Landlords cannot discriminate against tenants based on their sex, religion, race, or disability. If you feel that you are being discriminated against, you should reach out to the U.S. Department of Housing and Urban Development (HUD). HUD can take legal action against landlords who refuse to rent to someone or ask them to leave because of their sex, race, disability, or personal choices.
Report Violations to the Relevant Authorities
It is the responsibility of your landlord to make sure that the property is safe and in liveable condition. Thus, they must comply with all local safety regulations, which include obtaining any necessary certificates and permissions from local authorities.
If your landlord fails to provide you with a gas safety certificate or doesn’t meet fire safety regulations, you can threaten to report them to the local council or other relevant authorities.
Did your landlord physically assault you or threaten to evict you without following legal procedures? You can contact the police. A landlord cannot force you to leave without going through the appropriate legal channels. Moreover, they are not allowed to remove your belongings from the property without a sheriff present. Before you make a police report, gather any evidence you might have, such as videos, photos, or statements from witnesses. Threatening to involve the police alone can scare your landlord to their senses.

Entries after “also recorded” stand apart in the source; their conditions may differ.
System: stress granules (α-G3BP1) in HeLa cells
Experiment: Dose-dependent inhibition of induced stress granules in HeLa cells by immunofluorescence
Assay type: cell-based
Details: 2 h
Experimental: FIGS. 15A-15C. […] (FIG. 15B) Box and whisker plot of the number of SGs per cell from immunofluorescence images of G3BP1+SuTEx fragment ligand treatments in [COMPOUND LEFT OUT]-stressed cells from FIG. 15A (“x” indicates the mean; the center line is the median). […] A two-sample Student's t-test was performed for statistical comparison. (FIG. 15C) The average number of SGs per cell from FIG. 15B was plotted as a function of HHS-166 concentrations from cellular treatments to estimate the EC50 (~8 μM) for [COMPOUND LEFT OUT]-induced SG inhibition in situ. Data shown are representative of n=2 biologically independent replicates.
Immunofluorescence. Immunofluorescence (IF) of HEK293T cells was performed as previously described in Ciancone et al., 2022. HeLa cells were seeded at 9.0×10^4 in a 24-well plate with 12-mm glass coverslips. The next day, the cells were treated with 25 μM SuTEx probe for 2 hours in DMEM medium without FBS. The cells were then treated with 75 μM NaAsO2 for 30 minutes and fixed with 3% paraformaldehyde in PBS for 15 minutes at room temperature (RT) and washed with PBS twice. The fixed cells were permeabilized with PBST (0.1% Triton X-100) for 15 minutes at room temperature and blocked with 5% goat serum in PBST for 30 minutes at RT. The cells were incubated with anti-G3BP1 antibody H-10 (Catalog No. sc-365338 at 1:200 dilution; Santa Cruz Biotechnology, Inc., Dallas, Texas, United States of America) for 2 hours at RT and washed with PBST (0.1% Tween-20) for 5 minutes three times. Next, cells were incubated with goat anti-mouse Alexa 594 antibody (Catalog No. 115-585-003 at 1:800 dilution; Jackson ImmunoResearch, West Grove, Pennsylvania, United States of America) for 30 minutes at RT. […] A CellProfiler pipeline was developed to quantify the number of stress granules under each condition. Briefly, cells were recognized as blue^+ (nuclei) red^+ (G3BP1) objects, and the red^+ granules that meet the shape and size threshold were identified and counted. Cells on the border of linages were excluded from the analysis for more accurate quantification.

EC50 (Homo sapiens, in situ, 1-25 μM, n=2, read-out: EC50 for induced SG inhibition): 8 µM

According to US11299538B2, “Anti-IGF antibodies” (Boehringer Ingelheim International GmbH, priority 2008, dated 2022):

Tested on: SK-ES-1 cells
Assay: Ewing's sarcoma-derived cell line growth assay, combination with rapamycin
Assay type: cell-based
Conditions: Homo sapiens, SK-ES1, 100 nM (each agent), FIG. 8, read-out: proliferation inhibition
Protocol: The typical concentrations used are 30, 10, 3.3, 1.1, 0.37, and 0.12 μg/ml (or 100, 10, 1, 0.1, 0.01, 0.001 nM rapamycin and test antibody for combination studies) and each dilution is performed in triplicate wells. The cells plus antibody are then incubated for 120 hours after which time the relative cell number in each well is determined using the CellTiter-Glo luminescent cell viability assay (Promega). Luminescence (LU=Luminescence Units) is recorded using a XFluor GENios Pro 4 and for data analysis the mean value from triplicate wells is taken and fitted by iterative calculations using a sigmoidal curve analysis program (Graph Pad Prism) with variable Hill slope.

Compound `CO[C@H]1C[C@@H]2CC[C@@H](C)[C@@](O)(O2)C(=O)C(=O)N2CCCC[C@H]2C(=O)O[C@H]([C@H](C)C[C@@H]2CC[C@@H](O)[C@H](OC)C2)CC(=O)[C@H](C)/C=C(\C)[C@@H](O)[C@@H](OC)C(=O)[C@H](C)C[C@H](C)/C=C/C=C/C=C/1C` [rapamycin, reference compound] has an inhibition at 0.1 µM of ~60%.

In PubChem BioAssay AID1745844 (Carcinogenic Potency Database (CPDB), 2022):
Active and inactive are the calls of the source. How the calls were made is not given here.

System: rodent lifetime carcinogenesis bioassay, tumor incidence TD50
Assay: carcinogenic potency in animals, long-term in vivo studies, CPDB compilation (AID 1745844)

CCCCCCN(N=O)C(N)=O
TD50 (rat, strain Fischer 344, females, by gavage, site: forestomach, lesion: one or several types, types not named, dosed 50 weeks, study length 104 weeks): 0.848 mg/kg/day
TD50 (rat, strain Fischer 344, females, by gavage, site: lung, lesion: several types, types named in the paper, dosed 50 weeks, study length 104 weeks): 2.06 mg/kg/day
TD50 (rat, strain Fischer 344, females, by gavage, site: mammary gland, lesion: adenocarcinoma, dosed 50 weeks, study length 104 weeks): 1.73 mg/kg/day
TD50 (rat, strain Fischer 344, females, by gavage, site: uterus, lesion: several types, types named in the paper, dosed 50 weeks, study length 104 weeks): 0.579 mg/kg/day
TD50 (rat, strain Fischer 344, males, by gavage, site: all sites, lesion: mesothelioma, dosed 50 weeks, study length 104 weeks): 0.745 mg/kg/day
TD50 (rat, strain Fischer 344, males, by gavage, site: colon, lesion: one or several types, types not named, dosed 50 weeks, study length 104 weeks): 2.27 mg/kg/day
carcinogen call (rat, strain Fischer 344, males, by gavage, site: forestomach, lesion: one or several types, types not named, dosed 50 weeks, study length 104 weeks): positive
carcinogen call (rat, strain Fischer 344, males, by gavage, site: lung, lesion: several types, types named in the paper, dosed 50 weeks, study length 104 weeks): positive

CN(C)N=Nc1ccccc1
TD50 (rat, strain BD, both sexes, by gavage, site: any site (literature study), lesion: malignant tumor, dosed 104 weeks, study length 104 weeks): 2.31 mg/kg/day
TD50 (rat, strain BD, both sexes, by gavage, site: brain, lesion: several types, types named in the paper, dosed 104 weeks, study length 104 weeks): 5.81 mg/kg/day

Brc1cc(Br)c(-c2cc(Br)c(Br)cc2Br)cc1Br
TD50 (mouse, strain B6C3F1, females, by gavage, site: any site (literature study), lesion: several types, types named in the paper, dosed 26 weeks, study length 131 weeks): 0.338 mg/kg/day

Consider Legal Action
If your landlord continues to harass you or violates the terms of your lease, seeking legal help may be necessary to protect your rights. Contact a landlord-tenant lawyer for advice on how to handle the situation. Even if your landlord tries to intimidate you, getting legal advice can help you stand up for your rights and take the necessary steps to protect yourself.
When harassment from your landlord becomes too much to handle or if you feel unsafe in your home, you may want to consider filing a lawsuit against them. This is a step you can take if your landlord has failed to provide a safe living environment and has disrupted your peaceful enjoyment of the property.
Move Out of the Apartment
Most landlords dread the prospect of having to find new tenants, as it can be both time-consuming and costly. If your landlord has made your living situation unpleasant by being unreasonable or demanding, one option you have is to move out when your lease is up for renewal. You can then share your experiences with the landlord on social media or rental review websites. This can make it more difficult for your landlord to find new tenants and can also put a dent in their rental income.
However, when sharing your experiences in reviews, make sure you have solid proof to back up your statements. It’s really important to gather all the evidence and keep records that support your claims, just in case your landlord decides to take you to court.
Usually, you want to have a good relationship with your landlord so that they can provide you with good references. If you have been harassed, make sure to follow the highlighted steps to scare your landlord or simply sue them.
Never take the law into your own hands. Damaging the property or breaking your lease to get back at your landlord could end up backfiring and getting you into trouble instead. All in all, keep detailed written records, gather all necessary evidence, consult with a lawyer, and consider filing a lawsuit against your landlord.
Read also: Can a Landlord Bad Mouth a Tenant?